Quote:
Originally Posted by GordMay View Post
An 80" x 1 3/4" shaft should roughly cost between $625.87 and $858.05
Propeller Shafts for sale. Buy your Prop Shaft online and save.

2 metres is equivalent to 78.7 inches
40mm = 1.57"
Gord,

Thanks for sourcing this for me. Do you know a supplier of comparable price that I can use in trinidad - as the boat is on the hard there now?

EDIT: Nvrmind - I took the time to check out the shipping rates on the site. for my shaft works out to $181 - good price compared to whats out there.
ahhhhh, american prices. I hope all of you in the states know how good you have it.

Here in Ireland they would laugh me off the island if I went in with that price. it is more than double that here, in the UK it would not be as bad but still substantially more expensive.
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Old 17-01-2012, 02:31   #24
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Re: What is Minimum Diameter for a Propeller Shaft

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Originally Posted by foolishsailor View Post
Re 2. The tanks are not tanks in the normal sense. My boat is aluminum and the bilges have basically been covered and turned into fuel and water tanks. i have 140gal of diesel - there is not other place to put the tanks - and if I took the aft lazzerette for example it would change my centre of gravity and center of effort. There is no additional bilge space as it is all consumed by my diesel and water tanks.

re 3. The middle bearing would need to be a cutlasss bearing and would have support - the stern tube. It is not a question of how to mount or where to mount the middle bearing it is how to secure a cutlass bearing into the middle of a stern tube when you cant access the stern tube from the outside to add locking screws for example.
Won't be a cutlass bearing unless it's under water. Isn't it in the middle of the tank where you need the middle bearing?

A middle bearing inside the tube inside your tank will not work unless the tube is structural -- capable of handling the loads imparted to the bearing. I suppose it would be possible to take out the existing tube and install a much stronger one, with strong mounts at either end. But how will you align it? How will you get to the bearing? I can't really picture how this could possibly work. A bearing inside a tube which is not structurally adequate will do more harm than good.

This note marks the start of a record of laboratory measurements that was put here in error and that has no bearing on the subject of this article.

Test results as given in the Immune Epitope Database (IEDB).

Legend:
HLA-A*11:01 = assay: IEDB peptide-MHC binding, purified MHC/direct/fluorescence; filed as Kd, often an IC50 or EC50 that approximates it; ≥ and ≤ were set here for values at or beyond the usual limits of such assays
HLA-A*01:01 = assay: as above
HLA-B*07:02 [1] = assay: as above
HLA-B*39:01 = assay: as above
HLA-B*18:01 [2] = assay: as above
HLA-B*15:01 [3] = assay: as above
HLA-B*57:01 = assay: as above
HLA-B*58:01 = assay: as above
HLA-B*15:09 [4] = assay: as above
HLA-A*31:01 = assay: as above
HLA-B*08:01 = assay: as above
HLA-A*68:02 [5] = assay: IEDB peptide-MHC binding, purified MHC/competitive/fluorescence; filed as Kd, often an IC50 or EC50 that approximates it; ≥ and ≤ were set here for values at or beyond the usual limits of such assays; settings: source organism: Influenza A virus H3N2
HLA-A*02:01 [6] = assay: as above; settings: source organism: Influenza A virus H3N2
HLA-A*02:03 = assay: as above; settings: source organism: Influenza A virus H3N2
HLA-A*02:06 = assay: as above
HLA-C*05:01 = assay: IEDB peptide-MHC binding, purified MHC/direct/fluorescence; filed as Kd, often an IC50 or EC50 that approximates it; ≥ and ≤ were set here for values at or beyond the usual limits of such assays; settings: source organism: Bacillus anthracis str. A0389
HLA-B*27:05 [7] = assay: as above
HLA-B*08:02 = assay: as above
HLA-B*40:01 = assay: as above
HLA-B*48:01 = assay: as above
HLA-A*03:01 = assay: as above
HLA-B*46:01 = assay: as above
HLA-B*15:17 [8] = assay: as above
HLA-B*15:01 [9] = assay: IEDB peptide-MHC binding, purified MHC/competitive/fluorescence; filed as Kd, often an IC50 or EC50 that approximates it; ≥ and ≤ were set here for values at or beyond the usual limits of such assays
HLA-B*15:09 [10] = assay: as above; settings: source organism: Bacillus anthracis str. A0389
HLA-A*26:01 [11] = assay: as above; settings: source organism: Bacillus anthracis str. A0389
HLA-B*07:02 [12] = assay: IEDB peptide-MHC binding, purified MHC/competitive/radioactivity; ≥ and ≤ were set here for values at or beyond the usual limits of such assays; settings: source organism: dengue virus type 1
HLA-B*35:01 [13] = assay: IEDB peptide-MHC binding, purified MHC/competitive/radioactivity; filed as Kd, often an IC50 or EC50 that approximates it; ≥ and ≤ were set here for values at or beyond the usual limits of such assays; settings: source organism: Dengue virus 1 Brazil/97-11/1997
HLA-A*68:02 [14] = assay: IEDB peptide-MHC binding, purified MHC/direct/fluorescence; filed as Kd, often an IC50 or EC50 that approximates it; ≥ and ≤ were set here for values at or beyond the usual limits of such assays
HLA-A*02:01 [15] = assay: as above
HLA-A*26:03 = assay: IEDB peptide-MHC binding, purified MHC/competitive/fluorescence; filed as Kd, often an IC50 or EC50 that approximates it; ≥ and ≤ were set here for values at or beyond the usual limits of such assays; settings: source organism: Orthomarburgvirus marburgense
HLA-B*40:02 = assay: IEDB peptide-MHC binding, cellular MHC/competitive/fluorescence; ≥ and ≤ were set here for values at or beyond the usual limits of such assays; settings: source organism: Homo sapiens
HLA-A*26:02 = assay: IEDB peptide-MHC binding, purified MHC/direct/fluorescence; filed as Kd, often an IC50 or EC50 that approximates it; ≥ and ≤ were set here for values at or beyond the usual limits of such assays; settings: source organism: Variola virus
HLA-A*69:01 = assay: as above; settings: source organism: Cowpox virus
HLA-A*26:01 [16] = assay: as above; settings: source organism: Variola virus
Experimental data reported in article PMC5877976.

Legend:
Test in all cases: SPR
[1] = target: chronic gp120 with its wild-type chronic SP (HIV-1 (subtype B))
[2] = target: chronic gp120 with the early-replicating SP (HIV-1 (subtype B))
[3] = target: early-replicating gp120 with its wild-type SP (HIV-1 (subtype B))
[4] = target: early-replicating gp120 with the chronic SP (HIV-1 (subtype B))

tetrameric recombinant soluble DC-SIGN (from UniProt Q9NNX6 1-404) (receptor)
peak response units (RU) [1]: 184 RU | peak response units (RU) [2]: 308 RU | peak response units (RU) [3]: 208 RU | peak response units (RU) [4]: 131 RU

I guess you could divide your tank into two parts, with two shorter (and thus already much stronger) tubes through each remaining half. Leave a gap between the two tank halves wide enough to create a strong, accessible, and adjustable mount for your center bearing. Join the tank halves with balance pipes. You'll lose some tank capacity, but at least you will solve your driveshaft problem. Lot of welding will be required.
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Old 17-01-2012, 02:49   #25
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Re: What is Minimum Diameter for a Propeller Shaft

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Originally Posted by Dockhead View Post
Won't be a cutlass bearing unless it's under water. Isn't it in the middle of the tank where you need the middle bearing?...
Yes. I neglected to mention that detail. The tanks are below the waterline mostly and the whole length of the sterntube is under the waterline - so a middle bearing and the forward bearing are/would be cutlass bearings.

Quote:
Originally Posted by Dockhead View Post
..A middle bearing inside the tube inside your tank will not work unless the tube is structural -- capable of handling the loads imparted to the bearing...
This is a good idea - the tank is baffeled alread so it wouldnt be a huge stretch to weld the plates onto the stern tube to add extra structural rigidity. This may already be the case as I cant see into the tank and dont know the current situation.

Quote:
Originally Posted by Dockhead View Post
..I guess you could divide your tank into two parts, with two shorter (and thus already much stronger) tubes through each remaining half. Leave a gap between the two tank halves wide enough to create a strong, accessible, and adjustable mount for your center bearing...
Im glad to hear you say this. I had this idea as well but thought it might be crazy/difficult so wanted to see if anyone else would mention it. I think this would probably be the "correct" solution but it also would be the most work. Isnt that usually the case?

The only issue is that the "access hatch" would have to be on the hull as the tank only has limited access. That said this would not be a huge deal as I have 4 small acess hatches already for the pivot pins on my two centerboards and they are flush, water tight and have been working well for 30 years - so i can use them as models for this approach...
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Old 17-01-2012, 02:55   #26
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Re: What is Minimum Diameter for a Propeller Shaft

just thinking...